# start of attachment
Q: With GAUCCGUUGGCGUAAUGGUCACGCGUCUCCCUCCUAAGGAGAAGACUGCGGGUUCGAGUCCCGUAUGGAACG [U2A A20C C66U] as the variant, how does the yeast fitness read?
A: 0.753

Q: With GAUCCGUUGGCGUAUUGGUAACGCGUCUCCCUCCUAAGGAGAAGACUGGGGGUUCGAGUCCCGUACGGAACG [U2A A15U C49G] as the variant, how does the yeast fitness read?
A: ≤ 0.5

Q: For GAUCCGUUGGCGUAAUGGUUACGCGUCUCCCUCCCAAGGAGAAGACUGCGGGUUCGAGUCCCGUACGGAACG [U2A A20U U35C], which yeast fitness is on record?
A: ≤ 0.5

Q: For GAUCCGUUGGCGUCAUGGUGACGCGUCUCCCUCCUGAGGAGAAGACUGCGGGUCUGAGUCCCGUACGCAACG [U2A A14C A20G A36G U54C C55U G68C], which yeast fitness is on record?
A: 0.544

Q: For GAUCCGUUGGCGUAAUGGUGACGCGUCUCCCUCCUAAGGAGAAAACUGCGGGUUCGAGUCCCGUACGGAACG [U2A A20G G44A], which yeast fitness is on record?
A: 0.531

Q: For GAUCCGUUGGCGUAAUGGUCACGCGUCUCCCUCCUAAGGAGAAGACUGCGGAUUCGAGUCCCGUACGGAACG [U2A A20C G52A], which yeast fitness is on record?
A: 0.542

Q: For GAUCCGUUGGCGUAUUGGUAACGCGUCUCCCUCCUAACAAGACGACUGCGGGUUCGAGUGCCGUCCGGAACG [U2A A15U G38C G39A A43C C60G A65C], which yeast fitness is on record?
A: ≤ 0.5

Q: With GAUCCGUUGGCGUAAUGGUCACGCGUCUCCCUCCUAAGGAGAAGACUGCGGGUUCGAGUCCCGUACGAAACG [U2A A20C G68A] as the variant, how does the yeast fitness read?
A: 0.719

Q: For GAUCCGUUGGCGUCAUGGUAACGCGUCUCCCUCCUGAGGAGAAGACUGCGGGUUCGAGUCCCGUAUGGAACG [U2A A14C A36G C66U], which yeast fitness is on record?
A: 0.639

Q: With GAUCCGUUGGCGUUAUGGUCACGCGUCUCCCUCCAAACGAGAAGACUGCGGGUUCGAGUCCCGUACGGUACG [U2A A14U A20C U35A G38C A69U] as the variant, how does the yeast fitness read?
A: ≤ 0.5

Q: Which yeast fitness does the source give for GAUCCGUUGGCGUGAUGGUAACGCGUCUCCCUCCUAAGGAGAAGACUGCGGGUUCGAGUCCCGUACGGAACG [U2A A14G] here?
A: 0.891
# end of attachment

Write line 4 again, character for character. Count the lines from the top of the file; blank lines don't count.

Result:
A: ≤ 0.5